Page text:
Aside from the stakes and story telling getting upgrades, damn near everything else about this movie is an upgrade over the previous installment – the characters, the character moments, the humor, the set design, the uniforms – all more vibrant and colorful than what we got in The Motion Picture. Comparing the two, it feels very apparent that The Motion Picture is just a flat, cold, monotone (and in a lot of ways monochromatic) movie.  It struck me time and time again rewatching Khan just how better written the characters are and it’s not just the big moments like Spocks sacrifice. It’s in moments like when Scotty tells Kirk that he “had a wee bout, but Dr. McCoy pulled me through” and then when Kirk turns to McCoy, McCoy whispers “Shore leave”, the implication being that Scotty got piss drunk on shore leave (like a Scotty do) and Bones helped him with the hangover.  I don’t remember any nuanced character moments like that in The Motion Picture.

At my screening of this movie, there was a 15-20 minute interview with William Shatner conducted by Scott Mantz that ran before it and in that interview, it was mentioned that the director took care to craft the space battles like an old timey naval battle or submarine battle so while watching the movie again, I made a note to look out for that and it is very much there.  So often today, space battles are shown as fast and furious affairs with fast moving ships created with super slick CGI but not here.  In this movie there are really two space battles and both of them are slower, more deliberate, and methodical.  The first one being when Khan has taken over the Reliant and is drawing the Enterprise to strike as a wolf in sheep’s clothing. The second being the game of cat and mouse inside the nebula. Both are wonderfully crafted, wonderfully choreographed, and executed brilliantly.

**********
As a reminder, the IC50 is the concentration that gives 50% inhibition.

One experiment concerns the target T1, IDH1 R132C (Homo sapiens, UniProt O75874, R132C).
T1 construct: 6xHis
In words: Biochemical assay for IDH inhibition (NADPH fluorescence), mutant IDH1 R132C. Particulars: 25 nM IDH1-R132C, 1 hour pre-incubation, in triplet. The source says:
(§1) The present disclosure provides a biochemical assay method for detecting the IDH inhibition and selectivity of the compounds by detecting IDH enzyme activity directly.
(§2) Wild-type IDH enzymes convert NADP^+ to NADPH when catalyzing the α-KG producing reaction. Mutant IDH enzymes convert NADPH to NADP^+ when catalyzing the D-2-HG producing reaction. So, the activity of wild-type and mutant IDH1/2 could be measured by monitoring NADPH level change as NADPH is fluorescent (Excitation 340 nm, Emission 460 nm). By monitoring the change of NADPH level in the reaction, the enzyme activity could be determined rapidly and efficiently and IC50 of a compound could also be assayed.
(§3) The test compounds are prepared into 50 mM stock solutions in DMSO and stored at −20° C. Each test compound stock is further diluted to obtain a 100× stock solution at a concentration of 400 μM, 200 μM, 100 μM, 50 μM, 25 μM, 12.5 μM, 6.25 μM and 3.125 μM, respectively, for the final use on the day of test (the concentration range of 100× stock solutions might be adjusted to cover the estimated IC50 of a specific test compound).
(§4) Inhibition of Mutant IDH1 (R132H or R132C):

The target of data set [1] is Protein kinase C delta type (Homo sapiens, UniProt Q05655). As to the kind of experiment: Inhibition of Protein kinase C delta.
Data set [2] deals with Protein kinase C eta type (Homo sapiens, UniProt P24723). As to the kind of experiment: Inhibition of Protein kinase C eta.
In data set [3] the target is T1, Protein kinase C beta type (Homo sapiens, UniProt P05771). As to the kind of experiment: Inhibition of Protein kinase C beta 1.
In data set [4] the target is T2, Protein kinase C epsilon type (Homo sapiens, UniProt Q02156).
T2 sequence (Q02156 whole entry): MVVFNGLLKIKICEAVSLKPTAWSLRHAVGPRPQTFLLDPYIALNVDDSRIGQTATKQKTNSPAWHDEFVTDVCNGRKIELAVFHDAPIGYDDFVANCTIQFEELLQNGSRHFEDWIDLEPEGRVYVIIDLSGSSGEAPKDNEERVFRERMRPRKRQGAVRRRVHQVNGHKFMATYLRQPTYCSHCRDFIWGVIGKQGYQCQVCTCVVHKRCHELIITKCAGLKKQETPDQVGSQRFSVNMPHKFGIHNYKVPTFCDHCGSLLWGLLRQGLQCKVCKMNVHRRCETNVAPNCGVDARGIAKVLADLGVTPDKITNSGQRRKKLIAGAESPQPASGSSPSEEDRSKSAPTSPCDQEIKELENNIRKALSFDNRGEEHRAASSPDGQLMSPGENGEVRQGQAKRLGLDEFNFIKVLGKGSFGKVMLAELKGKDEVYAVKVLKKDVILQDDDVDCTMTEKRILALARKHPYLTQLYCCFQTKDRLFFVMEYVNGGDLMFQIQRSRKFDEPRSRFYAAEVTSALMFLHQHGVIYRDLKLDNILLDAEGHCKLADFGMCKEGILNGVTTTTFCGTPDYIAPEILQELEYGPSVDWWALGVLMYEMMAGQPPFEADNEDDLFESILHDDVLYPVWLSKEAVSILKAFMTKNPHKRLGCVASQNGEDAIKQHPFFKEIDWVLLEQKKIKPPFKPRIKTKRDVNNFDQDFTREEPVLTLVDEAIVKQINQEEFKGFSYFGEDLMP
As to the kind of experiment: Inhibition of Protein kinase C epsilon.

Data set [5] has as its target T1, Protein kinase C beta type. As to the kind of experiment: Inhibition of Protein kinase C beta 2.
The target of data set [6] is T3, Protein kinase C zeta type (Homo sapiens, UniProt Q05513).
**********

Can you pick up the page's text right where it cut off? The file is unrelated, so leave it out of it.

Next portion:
Of course, you can’t talk about The Wrath of Khan without talking about the death of Spock at the end.  (Spoilers I guess?)  It is still, to this day, one of the most memorable and impactful character deaths ever.  The shot of Kirk and Spock’s hands on either side of the glass as Spock passes away will forever been iconic as will Kirk’s eulogy for his friend.  Even knowing that it’s coming, it still hit’s you pretty hard.  And I think what hit’s harder than Spock’s actual death scene, is seeing Kirk choke on the word “human” during his speech.  Great acting and a perfect moment in a fantastic movie.

Star Trek II: The Wrath of Khan is an amazing movie and one of, if not THE, best Star Trek movie. It has action, drama, suspense, humor, and character in droves.  I loved it and felt privileged to see it on the big screen again.

Final Rating: A

Next up is Star Trek III: The Search for Spock, be sure to Like, Follow, and Subscribe to WildeBeard Reviews on Facebook, Twitter, and Instagram for all the latest movie reviews!

Until next time, Thank You for reading and…


One thought on “Star Trek II: The Wrath of Khan – Movie Review

  1. I still love this movie! You forgot about the bug things Khan put in Chekov’s & his Captian’s ears! I still can’t watch! Love the three dimensional chess game Kirk played in the nebula! Thanks for taking your mom to see this work of art again!